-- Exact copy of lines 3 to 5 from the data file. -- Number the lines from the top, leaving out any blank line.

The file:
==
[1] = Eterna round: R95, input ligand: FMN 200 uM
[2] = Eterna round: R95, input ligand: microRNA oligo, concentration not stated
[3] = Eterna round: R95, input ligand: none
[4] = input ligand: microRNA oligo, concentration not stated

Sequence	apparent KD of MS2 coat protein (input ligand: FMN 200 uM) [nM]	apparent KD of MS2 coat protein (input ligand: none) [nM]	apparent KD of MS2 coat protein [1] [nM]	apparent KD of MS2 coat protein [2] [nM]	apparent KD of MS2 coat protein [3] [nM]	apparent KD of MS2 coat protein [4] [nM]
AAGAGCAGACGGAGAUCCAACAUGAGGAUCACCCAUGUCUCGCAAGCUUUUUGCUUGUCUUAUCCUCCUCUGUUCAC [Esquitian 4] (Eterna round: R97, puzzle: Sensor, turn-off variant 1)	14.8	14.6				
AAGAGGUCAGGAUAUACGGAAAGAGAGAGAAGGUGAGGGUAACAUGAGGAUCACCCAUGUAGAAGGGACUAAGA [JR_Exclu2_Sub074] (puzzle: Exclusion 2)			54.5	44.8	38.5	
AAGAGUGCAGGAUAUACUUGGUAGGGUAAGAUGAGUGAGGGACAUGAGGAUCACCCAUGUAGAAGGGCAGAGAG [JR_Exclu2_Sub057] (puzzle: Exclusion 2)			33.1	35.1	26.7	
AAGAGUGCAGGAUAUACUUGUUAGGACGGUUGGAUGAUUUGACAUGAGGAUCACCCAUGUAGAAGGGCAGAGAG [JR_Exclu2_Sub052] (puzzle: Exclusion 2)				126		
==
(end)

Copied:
[3] = Eterna round: R95, input ligand: none
[4] = input ligand: microRNA oligo, concentration not stated

Sequence	apparent KD of MS2 coat protein (input ligand: FMN 200 uM) [nM]	apparent KD of MS2 coat protein (input ligand: none) [nM]	apparent KD of MS2 coat protein [1] [nM]	apparent KD of MS2 coat protein [2] [nM]	apparent KD of MS2 coat protein [3] [nM]	apparent KD of MS2 coat protein [4] [nM]